The protagonist will want something tangible, like money, a romantic interest, to destroy a facet of society that affected them earlier in life, and so on.
This want will be tied to a personal problem that either haunts, drives or motivates them. Get a sense of what your protagonist’s problem is and how it triggers them into action.
This problem will usually be aggravated by an inciting incident that forces the protagonist to move from story’s start to a path of action, what Joseph Campbell called the adventure.
Who will the protagonist need to talk with throughout their story? What relationship will be focal to their attention, and thus drive most of the story’s drama? Who will antagonise the protagonist?
The antagonist’s obvious or not-so-obvious actions will oppose the protagonist’s efforts to reach their goal. The adventure will move toward disorder, hitting a peak in the middle of the story, which will make life much worse for the protagonist and lead them to not end up anywhere near where they started.
Our current state of affairs is revealing a penetrating needle dipped in melancholia rising from the depths of change. So off-settling is this steely splinter that it’s shifting the very foundations of society by enchanting our minds into having itself be seen as a towering spire equal to Babel. Like its biblical counterpart, man made in the collective unconscious, but, unlike it, unable to split our collective voice.
This crisis is teaching us, even on lockdown, that we speak the same words, sing the same songs and dance to the same anthems, which take the piss out of our solitary sentence. Who ever thought Alice Deejay – Better Off Alone would become so meaningful?
The new world beyond this time is waiting for us in silence on twilight’s Apollonian shore, where it’s coming to Spring, the birds are starting to sing and the last of the bats are flying home for hanging sleep. It’s cooler there, clean and fresh, the sun has purified the airways and there’s a lingering smell of freshly cut oak that’s ready to be shaped into bowls, tables and such for market sale, giving people a chance for a new way to live indoors.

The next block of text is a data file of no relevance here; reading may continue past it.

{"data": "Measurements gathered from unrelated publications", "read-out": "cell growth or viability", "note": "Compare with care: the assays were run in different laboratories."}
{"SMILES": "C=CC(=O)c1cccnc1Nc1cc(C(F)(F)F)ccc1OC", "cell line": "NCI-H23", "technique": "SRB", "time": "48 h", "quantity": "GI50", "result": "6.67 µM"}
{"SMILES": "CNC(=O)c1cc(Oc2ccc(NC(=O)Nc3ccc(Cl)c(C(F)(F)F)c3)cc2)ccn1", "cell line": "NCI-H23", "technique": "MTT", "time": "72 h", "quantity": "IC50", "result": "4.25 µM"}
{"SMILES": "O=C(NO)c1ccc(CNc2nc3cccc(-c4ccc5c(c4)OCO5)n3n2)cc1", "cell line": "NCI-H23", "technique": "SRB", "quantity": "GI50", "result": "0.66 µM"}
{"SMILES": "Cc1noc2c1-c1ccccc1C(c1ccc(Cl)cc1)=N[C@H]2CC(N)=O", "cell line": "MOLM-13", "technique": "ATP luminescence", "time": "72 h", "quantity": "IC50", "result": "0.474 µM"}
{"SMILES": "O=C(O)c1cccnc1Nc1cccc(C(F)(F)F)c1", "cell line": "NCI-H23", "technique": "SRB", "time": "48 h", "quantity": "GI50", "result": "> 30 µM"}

Nature becomes cherished among all our senses in this new world and a zen-like spirit will begin to blossom from the ruins of this invisible war. It’s not on the horizon yet but it will be once the sun goes down and the night sets in and the bats flap by and the light finally gives view to our haven by a divine sea.
The past few times I found myself away from here had been either spent collecting essentials or rations because of a largely irrational response to an ad hoc order that we now find ourselves in. This order has been put in place to protect the proletariat, the majority of us, from an invisible invader, so scary, it has us cowering indoors – learning to cook again, catching up on stories – during what must be an unprecedented phase of this millennium.
Never have more people known not what to do since, I’d surmise, the Spanish Flu of the early 1900s and never has more people known what to do since ingesting a decade of zombie survival viewing, like the Walking Dead, Black Summer and other viral outbreak flicks.
There is an inherent meaninglessness to it all, found in the unspoken words and corner shadows that are emanating the fears of our assaulted minds. And they are assaulted, this can be sure, all you need to do is look at the news to see the social order, the rules, the guidelines, the cultural programming of your place in humanity put into question, subverted or bent like rubber in ways more akin to what authors do to create horror plots or narrative thrillers.